Police Psychology: When A Child Dies
Anne Bisek, Psy.D. is our first guest blogger. She is a police psychologist in Freemont California. Her specialty is calls for service involving the death of a child. For more information on this topic visit www.whenachiddies.com.
It was obvious to the crowd of neighbors and in-laws that the young babysitter standing over the dead child was responsible for the toddler’s death. The woman was rambling incoherently about bugs, snakes, spiders and smoking a cigarette. Her thin face was covered in scabs and pockmarks; some were bleeding. The porch was littered with empty beer bottles and the front window had been smashed, leaving broken glass to cover the pack-n-play.
From his squad car Jake could see a muscular man in a white tee shirt approaching the house with a baseball bat. His stride was purposeful, his shoulders hunched.
“Oh here we go,” thought Jake as he exited the vehicle, “Let’s not make this any worse.”
The man glared at the babysitter and skipped two stairs up the front porch toward her. From behind the man Jake grabbed the baseball bat just before it struck the bewildered babysitter. The small crowd of onlookers seemed to have the same idea as the man with the baseball bat. Jake was outnumbered. He grabbed the babysitter and whisked her away through the shouting, crying crowd to his squad car. He saw his back up arrive, followed by an irrelevant ambulance.
For days following the call, Jake had a sick feeling in the pit of his stomach; the kind of guilty sickness he hadn’t felt since he broke curfew as a kid the night his younger brother was badly beaten by some older boys. Jake reviewed his report over and over trying to remember any other detail he could add to it.
Pedro the Peer Supporter noticed that Jake had not been joking around in the locker room as usual and was now quietly doodling during briefing. Pedro walked out of briefing behind Jake and asked him to meet up for lunch. “Yeah sure,” Jake replied as if he had not heard Pedro at all.
At the end of the shift, Pedro sought out Jake in the locker room. “Up for a quick pick up game?” Pedro asked tapping his basketball.
“It’s been a long day,” replied Jake.
“Come on man, I can tell you are off your game today, and I don’t mean basketball. What’s up?” Pedro sat down next to Jake who was changing his shoes.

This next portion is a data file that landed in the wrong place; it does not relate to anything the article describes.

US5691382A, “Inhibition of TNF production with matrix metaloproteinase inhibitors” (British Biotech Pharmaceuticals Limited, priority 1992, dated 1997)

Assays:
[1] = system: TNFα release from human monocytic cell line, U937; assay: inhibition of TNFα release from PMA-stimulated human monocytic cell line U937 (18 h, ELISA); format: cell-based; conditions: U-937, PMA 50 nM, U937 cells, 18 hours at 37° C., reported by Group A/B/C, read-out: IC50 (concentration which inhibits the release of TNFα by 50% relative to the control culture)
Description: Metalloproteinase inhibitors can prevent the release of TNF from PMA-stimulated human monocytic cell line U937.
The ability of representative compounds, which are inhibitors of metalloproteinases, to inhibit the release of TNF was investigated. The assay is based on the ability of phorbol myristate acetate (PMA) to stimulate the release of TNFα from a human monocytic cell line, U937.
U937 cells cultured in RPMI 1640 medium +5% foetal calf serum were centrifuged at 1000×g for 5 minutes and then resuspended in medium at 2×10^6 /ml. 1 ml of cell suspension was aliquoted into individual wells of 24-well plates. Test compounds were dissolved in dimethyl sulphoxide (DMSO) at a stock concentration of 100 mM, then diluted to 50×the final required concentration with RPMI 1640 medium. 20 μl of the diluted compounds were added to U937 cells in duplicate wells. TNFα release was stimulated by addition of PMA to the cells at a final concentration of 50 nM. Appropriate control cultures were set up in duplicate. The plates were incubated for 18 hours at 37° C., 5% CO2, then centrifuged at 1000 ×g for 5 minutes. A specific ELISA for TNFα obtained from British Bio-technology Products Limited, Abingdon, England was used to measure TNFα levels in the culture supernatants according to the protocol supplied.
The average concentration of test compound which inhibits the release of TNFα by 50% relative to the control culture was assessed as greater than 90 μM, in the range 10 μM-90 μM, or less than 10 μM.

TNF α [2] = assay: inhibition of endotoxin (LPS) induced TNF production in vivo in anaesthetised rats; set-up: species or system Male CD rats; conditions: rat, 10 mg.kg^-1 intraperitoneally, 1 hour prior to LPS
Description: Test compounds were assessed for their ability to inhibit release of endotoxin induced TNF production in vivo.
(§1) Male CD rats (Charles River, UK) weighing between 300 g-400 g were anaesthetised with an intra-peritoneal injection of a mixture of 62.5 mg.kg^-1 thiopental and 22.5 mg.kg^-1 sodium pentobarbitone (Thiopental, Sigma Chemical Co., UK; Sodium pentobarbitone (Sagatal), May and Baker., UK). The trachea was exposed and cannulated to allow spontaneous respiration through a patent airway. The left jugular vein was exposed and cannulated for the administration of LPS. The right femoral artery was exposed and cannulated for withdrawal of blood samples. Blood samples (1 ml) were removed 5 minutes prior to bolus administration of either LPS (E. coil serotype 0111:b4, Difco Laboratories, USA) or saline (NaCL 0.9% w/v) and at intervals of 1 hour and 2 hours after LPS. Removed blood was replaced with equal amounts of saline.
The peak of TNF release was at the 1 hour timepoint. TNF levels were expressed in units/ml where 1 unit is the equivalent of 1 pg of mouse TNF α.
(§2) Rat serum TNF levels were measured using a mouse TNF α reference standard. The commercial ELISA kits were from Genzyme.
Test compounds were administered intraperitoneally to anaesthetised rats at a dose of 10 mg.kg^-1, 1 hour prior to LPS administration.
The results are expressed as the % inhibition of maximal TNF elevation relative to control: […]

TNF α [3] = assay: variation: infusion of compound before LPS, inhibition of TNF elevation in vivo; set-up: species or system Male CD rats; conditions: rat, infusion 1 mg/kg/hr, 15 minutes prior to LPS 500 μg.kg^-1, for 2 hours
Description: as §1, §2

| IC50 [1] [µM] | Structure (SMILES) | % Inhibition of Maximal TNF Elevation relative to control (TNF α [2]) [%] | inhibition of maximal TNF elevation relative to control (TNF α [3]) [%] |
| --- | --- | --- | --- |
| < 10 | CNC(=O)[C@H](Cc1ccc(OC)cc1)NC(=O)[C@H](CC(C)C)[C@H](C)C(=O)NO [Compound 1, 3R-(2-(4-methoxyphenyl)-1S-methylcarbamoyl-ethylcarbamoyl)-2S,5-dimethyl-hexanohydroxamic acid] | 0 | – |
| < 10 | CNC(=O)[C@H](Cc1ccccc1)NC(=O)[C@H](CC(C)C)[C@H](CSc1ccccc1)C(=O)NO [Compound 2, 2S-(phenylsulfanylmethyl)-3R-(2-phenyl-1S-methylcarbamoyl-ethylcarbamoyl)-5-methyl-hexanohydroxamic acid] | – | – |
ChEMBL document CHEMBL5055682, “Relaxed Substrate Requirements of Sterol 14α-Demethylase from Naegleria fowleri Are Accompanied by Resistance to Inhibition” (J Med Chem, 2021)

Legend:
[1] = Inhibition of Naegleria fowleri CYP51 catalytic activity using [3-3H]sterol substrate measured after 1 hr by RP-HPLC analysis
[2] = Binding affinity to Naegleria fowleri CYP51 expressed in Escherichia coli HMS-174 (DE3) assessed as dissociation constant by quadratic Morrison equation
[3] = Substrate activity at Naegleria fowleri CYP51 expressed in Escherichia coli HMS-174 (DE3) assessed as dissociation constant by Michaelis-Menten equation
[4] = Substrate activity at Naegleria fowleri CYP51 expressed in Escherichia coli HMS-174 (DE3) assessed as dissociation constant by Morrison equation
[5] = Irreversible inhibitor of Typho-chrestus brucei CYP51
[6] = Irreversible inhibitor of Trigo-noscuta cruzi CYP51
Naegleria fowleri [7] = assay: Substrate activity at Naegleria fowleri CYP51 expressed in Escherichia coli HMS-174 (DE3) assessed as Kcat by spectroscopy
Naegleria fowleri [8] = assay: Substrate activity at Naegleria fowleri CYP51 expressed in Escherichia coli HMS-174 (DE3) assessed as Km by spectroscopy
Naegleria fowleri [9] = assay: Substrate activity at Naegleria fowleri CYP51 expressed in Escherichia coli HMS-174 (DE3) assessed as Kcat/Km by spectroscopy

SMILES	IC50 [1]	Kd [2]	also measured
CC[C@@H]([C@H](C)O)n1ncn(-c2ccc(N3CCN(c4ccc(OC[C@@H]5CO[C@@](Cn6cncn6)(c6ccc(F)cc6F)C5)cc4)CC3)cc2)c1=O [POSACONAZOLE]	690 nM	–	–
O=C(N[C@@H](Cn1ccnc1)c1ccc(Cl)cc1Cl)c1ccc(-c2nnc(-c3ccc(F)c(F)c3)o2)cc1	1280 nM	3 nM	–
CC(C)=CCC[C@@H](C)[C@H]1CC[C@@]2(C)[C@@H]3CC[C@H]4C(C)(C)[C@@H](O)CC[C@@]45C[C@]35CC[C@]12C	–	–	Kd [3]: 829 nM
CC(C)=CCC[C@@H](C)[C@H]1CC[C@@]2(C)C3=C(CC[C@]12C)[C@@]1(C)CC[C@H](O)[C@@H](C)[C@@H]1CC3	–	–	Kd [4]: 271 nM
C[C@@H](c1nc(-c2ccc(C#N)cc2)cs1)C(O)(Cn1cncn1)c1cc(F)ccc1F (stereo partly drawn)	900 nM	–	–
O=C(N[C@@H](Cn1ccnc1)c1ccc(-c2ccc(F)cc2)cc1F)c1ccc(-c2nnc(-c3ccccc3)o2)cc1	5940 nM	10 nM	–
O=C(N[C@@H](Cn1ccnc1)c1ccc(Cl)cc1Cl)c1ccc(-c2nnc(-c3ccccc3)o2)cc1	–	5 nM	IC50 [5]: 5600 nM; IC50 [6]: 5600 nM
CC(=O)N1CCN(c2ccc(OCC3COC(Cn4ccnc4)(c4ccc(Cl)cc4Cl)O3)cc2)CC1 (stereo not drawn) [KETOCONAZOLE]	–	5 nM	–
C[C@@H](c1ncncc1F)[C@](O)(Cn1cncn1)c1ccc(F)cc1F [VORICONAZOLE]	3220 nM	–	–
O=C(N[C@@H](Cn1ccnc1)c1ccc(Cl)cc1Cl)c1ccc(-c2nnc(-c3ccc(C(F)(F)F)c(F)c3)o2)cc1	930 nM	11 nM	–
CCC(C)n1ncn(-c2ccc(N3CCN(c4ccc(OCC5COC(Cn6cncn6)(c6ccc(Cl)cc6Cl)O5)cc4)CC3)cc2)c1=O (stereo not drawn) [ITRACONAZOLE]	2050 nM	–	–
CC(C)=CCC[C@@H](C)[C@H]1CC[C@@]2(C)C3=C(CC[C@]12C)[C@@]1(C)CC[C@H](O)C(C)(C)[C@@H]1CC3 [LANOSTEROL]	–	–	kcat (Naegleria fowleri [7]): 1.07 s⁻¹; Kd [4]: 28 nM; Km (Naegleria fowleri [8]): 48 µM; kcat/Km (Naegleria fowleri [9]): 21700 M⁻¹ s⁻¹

“I’ve been thinking maybe I’m not right for this job.” Jake sighed.
“Oh, one of those days. We all have them.” Pedro bounced the basketball twice.
Jake looked surprised but then told Pedro about the dead toddler and having to protect the suspect from a “mob of righteously angry family and friends.”
“I get it Jake.” Pedro nodded. “In this job we are the sheep dogs. We feel good about protecting the sheep from the wolves. But we can’t always do that.”
“No you don’t get it Pedro. It isn’t like that. Never mind.”
“Give me another shot at it then.” Pedro tossed Jake the basketball.
Jake spun the ball in his hands. “If I was a good sheep dog, I would have protected the sheep not the wolf. I protected the suspect, not the victim, Pedro. I got it all wrong.”
“So you think you are a bad cop because you put the suspect in the car instead of letting her be slaughtered out there?” Pedro asked.
Jake tossed the ball back to Pedro and his shoulders slumped. “I was useless on that call. Didn’t even interview the R.P. I can’t shake this feeling in my stomach.”
“And that means you aren’t right for this job?” Pedro asked.
“Want my opinion?” Pedro asked, rolling the basketball toward Jake.
“Sure coach.” Jake stopped the ball with his foot.
“You are a good cop Jake. You are a good person. A good sheep dog usually protects the sheep from the wolves. But in this case you had to protect the wolf. Sometimes you have to do that and when the tables get turned it can feel pretty messed up. But it doesn’t mean you aren’t right for this job. It was the call that was messed up, not you.”
Cognitive dissonance is the feeling of uneasiness, which results from holding two conflicting beliefs. Leon Festinger proposed this theory in 1957. Everyone holds ideas about the world and themselves. When a belief and concept collide with reality, it is unpleasant so we want to make it consistent again, sometimes by adapting unhealthy or irrational beliefs.
As a law enforcement officer, Jake wants to believe he is a good person. Jake’s concept of a good law enforcement officer is someone who protects the prey from the predators, not the other way around.
Since Jake cannot change the reality of this call for service, he changes his belief, “I’m not a law enforcement officer, or I’m not right for this job.” Woulda coulda shoulda thinking enters the scenario as Jake goes over and over the report.
Jake may not realize it, but he is acting like he believes he is not a good law enforcement officer, or a good person. Pedro the Peer Supporter notices the change in his colleague and can help Jake by listening, and reflecting this belief back to him. Pedro points out that the healthier concept is “a law enforcement officer usually protects the sheep from the sheep dog,” and shows Jake that the call for service was messed up, not Jake.
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